Last week, Blue Jays GM and franchise saviour Alex Anthopolous signed 3B/RF Jose Bautista to a 5 year, $64m deal with a club option of a sixth year that would push the total value to $78m. The cynic looks at this deal and brings up the fact that this supposed slugger has only hit more than 16 homers in a season once, has a career .244 batting average and once bounced between four teams in one season. According to the cynic, the only possible explanation for Bautista’s otherworldly 2010 performance is ‘roids. The optimist ignores the past, instead looking at September 2009 and the 2010 MLB season, in which Bautista hit a combined 64 jacks, in large part due to a revitalized swing. The realist knows that the only way to judge this deal is to wait. There really is no way of judging Bautista’s contract until after the fact, since no player has ever in the history of sports had as perplexing a year as Bautista’s 2010 campaign.
When trying to come up with a solid comparison to Bautista for this article, I couldn’t.
It was as close to impossible as a team actually taking Vernon Wells and his $21m per year salary. Basically, there are the same chances of my finding a good comparison for Bautista as the NBA having a 2011-12 season (i.e. <1%). The closest player I thought of was Adam Dunn, a guy who signed with the White Sox for 4 years and $54m, only a little bit less than Bautista. Dunn’s slash line of .260/.356/.536 was worse than Bautista’s .260/.368/.617, as well as his power numbers, 38/103 which pale in comparison to Jose’s 54 bombs 124 rbis. This seemingly makes Bautista’s contract look good, except when you see that Dunn had not hit less than 38 or more than 40 home runs from 2005-2009. Over that same time frame, Bautista hit a grand total of 74 home runs. Not exactly a model of consistency, but maybe his exemplary fielding (Dunn is now a DH) and 2010 numbers make him a worth a similar amount of money.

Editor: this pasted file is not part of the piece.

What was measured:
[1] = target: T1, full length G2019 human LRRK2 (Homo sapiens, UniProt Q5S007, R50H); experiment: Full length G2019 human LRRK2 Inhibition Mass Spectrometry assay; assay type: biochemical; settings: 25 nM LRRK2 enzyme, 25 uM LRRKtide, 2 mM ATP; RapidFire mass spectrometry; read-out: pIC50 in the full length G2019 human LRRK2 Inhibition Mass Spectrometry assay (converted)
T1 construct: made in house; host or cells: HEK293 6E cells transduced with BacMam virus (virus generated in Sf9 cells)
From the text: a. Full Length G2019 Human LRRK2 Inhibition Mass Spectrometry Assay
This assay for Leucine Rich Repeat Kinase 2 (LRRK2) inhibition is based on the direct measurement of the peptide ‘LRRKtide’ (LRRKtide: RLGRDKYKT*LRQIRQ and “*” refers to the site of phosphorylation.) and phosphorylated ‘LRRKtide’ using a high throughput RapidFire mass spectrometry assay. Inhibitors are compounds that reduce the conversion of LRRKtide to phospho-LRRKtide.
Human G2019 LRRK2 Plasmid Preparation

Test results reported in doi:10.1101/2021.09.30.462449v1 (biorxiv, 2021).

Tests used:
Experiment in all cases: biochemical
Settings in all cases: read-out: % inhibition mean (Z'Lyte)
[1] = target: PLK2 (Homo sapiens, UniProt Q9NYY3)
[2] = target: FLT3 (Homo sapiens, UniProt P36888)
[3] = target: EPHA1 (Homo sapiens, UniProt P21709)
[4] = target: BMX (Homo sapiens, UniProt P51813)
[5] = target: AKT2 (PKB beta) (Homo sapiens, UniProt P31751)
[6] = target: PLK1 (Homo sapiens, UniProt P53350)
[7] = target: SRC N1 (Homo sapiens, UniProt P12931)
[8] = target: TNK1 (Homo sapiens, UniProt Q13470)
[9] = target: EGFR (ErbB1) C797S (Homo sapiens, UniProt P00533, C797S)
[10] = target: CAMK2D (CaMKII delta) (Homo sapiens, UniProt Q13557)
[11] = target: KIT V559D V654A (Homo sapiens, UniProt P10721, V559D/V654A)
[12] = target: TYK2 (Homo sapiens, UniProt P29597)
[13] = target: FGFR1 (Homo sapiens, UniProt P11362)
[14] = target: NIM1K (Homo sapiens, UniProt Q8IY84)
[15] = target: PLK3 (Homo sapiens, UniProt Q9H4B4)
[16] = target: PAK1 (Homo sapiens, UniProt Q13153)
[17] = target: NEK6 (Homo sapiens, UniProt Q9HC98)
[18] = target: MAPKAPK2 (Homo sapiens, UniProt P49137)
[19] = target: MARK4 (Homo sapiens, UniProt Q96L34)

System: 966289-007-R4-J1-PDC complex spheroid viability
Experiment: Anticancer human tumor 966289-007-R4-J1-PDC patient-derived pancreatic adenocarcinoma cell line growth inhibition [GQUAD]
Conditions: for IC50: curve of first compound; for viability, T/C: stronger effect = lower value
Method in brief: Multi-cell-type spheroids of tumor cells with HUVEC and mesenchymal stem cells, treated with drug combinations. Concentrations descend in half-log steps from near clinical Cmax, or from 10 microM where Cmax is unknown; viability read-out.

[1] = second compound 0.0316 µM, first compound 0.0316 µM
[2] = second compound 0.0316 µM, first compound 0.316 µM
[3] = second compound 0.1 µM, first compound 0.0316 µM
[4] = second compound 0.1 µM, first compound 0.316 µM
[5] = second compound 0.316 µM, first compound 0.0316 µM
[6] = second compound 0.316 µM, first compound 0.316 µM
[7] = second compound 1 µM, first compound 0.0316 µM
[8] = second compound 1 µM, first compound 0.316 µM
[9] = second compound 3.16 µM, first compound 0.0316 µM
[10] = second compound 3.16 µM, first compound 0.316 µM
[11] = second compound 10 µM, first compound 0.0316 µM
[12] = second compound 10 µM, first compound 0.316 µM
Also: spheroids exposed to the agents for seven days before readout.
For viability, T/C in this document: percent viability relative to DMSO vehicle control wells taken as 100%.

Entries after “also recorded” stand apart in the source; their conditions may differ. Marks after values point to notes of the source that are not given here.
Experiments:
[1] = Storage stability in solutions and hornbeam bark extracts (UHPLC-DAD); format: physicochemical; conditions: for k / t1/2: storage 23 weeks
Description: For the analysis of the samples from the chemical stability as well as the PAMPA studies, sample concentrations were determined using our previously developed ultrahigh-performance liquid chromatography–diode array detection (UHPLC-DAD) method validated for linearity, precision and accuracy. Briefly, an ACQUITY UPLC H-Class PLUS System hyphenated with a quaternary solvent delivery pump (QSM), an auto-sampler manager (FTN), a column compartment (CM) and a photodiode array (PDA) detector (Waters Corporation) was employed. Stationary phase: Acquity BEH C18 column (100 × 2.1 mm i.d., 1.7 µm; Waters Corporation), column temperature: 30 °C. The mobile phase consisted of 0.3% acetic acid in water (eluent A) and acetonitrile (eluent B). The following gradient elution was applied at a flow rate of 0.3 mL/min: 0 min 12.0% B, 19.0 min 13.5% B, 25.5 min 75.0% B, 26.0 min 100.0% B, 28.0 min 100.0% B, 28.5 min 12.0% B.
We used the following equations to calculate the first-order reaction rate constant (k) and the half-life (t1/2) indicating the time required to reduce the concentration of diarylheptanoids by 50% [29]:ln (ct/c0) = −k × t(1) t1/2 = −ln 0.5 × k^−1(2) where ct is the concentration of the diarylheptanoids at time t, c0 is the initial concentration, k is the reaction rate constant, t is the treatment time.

No player has ever experienced the same leap in home runs that Bautista did from 2009-10, improving from 16 to 54. In 2010, Bautista had 12 more home runs than Albert Pujols, who is commanding a 10 year, $300m contract from the Cardinals. Pujols, like Dunn, has been shockingly consistent, being the first player to ever have at least a .300 BA, 30 homers, 30 doubles and 100 rbi in 10 straight seasons. A former Blue Jay, Jayson Werth was also a late bloomer. The Jays now have Jason Frasor to show for him (Nice going, J.P. Retardi). This offseason the Nationals gave him a 7 year, $126m ($18m per year) deal, after three years with the Phillies hitting an average of 29 home runs and 84 rbis. Werth is also a good fielder, but is not as flexible as Bautista is.
Lets try some other sports to find a good comparison for Jose. In 2007, QB Derek Anderson of the Cleveland Browns burst onto the scene, throwing for 3787 yards and 29 touchdowns. He led the Browns to a surprising 10-6 season, and was rewarded in the offseason with a 3 year, $24m contract (Remember there is a cap in the NFL, meaning players get paid significantly less than they do in the MLB. Consider, Tom Brady, at the top of his sport, is making the same amount of money per year as Jayson Werth per year, who at best is an above average outfielder). This means that Anderson’s contract was pretty similar to Bautista’s. Anderson never regained his 2007 form and has since been cut, though he can laugh about it now (see:http://www.youtube.com/watch?v=jErsW7rgHBs).
AA took a huge risk in signing Bautista to this long term extension, and unfortunately for Jays fans, all we can do is wait. And wait. And wait. In the end I think the Jays will be happy with this signing if Bautista continues his fantastic defensive play and .260 average while hitting 30 homers and knocking in 100 rbis per season. I believe that this is realistic, considering Bautista’s keen eye and revamped swing. Clearly, the Jays do too. Now let’s just hope that Bautista is more like Adam Dunn than Derek Anderson.